By Michael Goldstein
By Dennis Romero
By Sarah Fenske
By Matthew Mullins
By Patrick Range McDonald
By LA Weekly
By Dennis Romero
By Simone Wilson
The first of the day’s raindrops hit my windshield as I get on the 110 and head for South L.A. on this uncharacteristically gray day. Exit Slauson, roll past the block-long graffiti mural. Didn’t take but a few minutes and I’m in the hood.
Choc Nitty’s late, of course. I’d imagine he’s out doing some gangster shit if I didn’t already know he was out getting a Christmas tree with his girl. This is the new Choc Nitty. The one who’s taking me on a mixtape tour of South-Central and the surrounding area.
So I sit down on the MC’s patio and wait, the only cracker on a street lined with cracker-box houses. Choc’s place is a small, gray residence with neatly trimmed hedges wrapped in Christmas lights, a little sleigh with a stuffed Santa in the middle of the tidy yard.
Soon enough, an adorable pint-size facsimile of Choc, though with a braided ponytail, peeks out from the door and points at the sleigh. “Santa,” he says. It’s Choc’s 2-year-old son, T.J. His older sister, 4-year-old Nyla, is the shot caller. She checks me out and gives me the okay after I slip her a piece of Hanukkah gelt: a chocolate gold coin.
I’d call to get an ETA from my host, but it’s hard to know where to call Choc. He maintains an elusive cellular profile. The number changes a lot, and I’m never sure if it’s him I’m calling. It’s a holla into the void. But you can hit him the hip with an e-mail to his Sidekick. That thing is spring-loaded, and he responds in real time. Choc Nitty is super digital. He’s a recording artist, producer and engineer who mixes his magic in a small studio in South-Central. “I’m good with hands-on,” says the self-taught player. That’s the new Choc. The old Choc Nitty’s got a darker tale to tell.
Mixtape is an art form. A movement. A lifestyle. It’s a means by which the already-there and the wanna-get-there-real-bad in the rap game prove their bona fides.
Mixtape is, of course, as old as hip-hop. In fact, in some ways, it is hip-hop. Hip-hop spread as a DIY street phenomenon whereby MCs would rap over familiar funk, soul and rock grooves mixed together by DJs and producers. Cassette tapes of these performances were sold at swap meets, out of the trunk, on street corners . . . wherever. And a nation was born.
This, however, isn’t your daddy’s mixtape. First of all, it’s not tapes, it’s CDs, and the current mixtape scene takes advantage of both modern technology — ProTools, MySpace (founder Chris DeWolfe is currently rocking Choc Nitty’s “Fresh” on his homepage) — and old-school, grassroots distribution: You still sell at swap meets, malls, underground record stores, etc. Unlike the old days, today’s mixtape artists aren’t promoting a movement; they’re promoting themselves and their particular scene within the movement. Choc and his homies are using mixtape to bring the same attention to Watts — and its emerging rappers like Jay Rock (currently on tour with the Game), Grown Mo (getting serious radio play), Guerilla Black, Glasses Malone and Hot Dollar — that has previously gone to Compton and Long Beach. And the way they do it is to reconstruct a track that’s already a hit from an established hip-hop artist and rap and/or sing over the track. It’s a way of saying, “I’m better; I’m next.” It’s also the way you establish and maintain street credibility, which is everything in rap today. As Choc says, “You gotta grind to shine.”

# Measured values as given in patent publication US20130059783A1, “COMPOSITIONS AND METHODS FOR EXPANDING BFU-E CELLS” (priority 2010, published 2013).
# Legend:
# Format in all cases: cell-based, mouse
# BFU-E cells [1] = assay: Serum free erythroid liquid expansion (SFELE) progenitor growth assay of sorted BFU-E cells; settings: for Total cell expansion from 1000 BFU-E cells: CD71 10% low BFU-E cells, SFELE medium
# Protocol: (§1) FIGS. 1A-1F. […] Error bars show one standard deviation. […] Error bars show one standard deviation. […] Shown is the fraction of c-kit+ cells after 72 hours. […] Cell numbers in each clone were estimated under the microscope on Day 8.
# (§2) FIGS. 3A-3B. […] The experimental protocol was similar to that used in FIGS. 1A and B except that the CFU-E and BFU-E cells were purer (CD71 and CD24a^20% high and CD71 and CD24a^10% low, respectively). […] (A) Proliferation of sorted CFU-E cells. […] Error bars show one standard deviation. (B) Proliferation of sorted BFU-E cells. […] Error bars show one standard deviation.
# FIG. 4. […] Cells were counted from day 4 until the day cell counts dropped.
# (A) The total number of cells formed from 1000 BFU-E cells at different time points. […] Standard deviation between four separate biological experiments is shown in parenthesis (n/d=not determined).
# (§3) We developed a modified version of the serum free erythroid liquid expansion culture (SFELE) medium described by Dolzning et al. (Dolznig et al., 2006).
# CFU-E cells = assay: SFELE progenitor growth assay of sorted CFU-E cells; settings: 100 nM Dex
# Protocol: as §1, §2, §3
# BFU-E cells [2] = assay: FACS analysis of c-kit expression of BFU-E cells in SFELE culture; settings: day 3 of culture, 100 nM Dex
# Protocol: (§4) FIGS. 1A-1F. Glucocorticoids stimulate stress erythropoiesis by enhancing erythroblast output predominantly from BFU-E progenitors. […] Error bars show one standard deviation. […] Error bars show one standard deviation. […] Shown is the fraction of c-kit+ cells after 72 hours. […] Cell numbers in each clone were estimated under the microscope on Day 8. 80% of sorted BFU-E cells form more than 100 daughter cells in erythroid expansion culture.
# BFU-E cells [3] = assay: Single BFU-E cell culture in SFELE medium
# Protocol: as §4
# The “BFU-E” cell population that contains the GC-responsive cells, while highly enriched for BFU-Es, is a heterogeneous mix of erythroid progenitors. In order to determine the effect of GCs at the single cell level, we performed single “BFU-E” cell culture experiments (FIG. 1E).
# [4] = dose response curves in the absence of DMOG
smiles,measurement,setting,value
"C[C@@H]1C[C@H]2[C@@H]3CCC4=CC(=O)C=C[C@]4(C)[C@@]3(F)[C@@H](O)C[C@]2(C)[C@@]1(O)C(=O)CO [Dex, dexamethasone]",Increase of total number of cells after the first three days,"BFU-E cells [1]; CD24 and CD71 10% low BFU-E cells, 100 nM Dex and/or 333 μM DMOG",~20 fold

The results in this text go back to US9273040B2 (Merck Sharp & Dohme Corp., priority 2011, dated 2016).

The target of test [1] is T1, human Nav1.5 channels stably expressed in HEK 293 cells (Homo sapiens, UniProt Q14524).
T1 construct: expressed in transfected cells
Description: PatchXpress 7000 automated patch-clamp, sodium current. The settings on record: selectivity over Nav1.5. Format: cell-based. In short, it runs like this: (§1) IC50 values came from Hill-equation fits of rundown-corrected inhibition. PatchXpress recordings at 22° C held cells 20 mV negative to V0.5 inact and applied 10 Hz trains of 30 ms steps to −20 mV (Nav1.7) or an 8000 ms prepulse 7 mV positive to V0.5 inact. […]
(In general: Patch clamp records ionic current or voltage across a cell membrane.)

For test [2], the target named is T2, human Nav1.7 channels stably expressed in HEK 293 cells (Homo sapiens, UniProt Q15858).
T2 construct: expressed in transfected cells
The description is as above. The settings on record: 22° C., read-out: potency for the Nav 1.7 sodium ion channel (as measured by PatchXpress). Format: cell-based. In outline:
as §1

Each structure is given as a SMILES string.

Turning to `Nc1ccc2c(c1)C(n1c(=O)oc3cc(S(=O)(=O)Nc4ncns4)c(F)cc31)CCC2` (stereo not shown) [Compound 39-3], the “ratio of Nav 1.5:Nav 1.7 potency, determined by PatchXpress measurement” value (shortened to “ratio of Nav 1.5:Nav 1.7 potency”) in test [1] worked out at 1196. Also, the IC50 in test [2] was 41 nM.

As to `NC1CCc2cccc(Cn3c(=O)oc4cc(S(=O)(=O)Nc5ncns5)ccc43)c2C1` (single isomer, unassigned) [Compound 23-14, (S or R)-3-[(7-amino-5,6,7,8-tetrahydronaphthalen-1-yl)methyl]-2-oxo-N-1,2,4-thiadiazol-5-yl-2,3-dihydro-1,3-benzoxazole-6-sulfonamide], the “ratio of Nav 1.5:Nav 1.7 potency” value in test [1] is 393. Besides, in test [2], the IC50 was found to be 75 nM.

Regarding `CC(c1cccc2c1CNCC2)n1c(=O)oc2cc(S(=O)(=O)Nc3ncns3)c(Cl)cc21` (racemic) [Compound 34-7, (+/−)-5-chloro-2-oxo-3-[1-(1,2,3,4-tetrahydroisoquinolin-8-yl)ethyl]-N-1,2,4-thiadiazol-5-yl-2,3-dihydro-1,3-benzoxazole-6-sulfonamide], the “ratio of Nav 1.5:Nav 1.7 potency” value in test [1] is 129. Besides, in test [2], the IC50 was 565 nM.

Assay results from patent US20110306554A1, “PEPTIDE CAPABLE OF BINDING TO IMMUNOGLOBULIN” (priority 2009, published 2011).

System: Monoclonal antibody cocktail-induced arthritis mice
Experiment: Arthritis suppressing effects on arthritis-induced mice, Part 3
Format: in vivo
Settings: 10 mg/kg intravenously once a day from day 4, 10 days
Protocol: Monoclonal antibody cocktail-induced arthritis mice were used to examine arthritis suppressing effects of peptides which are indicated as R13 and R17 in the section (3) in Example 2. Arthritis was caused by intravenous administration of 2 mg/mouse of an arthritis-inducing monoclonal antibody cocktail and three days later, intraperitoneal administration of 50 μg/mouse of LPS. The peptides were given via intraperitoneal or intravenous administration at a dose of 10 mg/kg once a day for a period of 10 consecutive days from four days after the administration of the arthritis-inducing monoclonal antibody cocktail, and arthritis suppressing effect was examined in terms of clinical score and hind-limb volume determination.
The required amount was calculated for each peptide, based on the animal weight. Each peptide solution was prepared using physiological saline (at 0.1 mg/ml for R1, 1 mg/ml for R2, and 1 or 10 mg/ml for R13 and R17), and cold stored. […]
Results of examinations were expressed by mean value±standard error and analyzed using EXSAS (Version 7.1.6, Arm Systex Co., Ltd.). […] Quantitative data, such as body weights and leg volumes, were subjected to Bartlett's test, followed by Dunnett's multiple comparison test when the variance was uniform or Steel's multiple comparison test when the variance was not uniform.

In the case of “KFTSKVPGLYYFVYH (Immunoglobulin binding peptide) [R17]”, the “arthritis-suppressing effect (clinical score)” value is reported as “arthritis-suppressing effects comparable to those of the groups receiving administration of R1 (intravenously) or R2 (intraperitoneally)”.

Kids are slanging them all over. It’s a hustle. Five bucks a pop. Hook it up or die trying. Failure is not an option.
I first met Choc Nitty, a.k.a. Tharell Gamboa, on a computer screen in the Gang Impact Team (GIT) section at LAPD’s Central Division more than a year or so ago. A detective pulled up the Snowman Cliq Web site and showed me the bio section they used to motivate the 26-year-old rapper from Watts to take a deal after they popped him for allegedly slanging rocks on Skid Row.
“I don’t know nothin’ about no polices,” Choc told me when I met him and fellow Snowman K.P. at the Pig ’n Whistle on Hollywood Boulevard, Choc’s unlikely choice of venue. He said something else about being a hustler and said he was being persecuted. They thought I was a cop for sure. But that was a long time ago, and that was the old Choc Nitty. I’ve been knowing Mr. Nitty since.
Choc finally pulls up with his baby mama/fiancée, Darnesia. Pretty, young and surprisingly conservative, Darnesia smiles politely and disappears into the house. Choc’s in top form as usual. Shiny multicolored dots form a large “9” on the front of his long-sleeved black Mechanism T-shirt. Wearing custom-made Nike Air Force Ones, big diamond earrings, Red Monkey jeans, Choc slips me a copy of his freshly ground mixtape, Around Da Clock. The CD has a picture of him shining his signature disaffected glare from under a backward, multicolor L.A. baseball cap while he flips you off. A pile of kush sits under a clock graphic, and a parental-advisory warning under the word “mixtape” .?.?. and you know I can’t wait to hear it.
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